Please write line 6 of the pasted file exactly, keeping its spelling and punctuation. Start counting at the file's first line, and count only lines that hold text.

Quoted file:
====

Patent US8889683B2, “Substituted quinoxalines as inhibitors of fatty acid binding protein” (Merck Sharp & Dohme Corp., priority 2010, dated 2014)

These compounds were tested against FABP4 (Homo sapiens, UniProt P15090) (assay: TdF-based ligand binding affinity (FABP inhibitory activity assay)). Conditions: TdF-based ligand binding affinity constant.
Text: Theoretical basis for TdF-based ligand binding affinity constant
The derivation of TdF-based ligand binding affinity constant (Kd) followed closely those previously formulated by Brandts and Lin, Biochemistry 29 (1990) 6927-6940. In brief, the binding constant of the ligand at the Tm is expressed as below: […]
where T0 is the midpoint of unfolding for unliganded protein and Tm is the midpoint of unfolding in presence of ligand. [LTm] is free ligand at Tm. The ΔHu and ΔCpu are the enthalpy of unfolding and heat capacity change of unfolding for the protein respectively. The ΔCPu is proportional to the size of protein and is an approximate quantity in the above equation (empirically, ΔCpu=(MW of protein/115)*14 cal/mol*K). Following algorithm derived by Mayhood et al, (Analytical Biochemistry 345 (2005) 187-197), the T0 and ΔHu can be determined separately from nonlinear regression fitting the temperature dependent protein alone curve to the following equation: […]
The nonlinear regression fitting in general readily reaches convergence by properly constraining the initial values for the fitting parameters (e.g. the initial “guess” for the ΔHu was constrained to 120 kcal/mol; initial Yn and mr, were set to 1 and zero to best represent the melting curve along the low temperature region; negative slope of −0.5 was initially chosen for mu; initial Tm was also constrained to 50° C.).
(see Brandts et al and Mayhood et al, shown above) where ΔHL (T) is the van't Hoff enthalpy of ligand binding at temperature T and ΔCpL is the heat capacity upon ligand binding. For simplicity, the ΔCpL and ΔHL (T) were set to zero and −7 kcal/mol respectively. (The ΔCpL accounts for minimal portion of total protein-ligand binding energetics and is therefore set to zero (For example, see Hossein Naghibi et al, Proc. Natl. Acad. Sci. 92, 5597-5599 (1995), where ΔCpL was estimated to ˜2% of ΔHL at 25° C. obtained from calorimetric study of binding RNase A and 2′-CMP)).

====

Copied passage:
The nonlinear regression fitting in general readily reaches convergence by properly constraining the initial values for the fitting parameters (e.g. the initial “guess” for the ΔHu was constrained to 120 kcal/mol; initial Yn and mr, were set to 1 and zero to best represent the melting curve along the low temperature region; negative slope of −0.5 was initially chosen for mu; initial Tm was also constrained to 50° C.).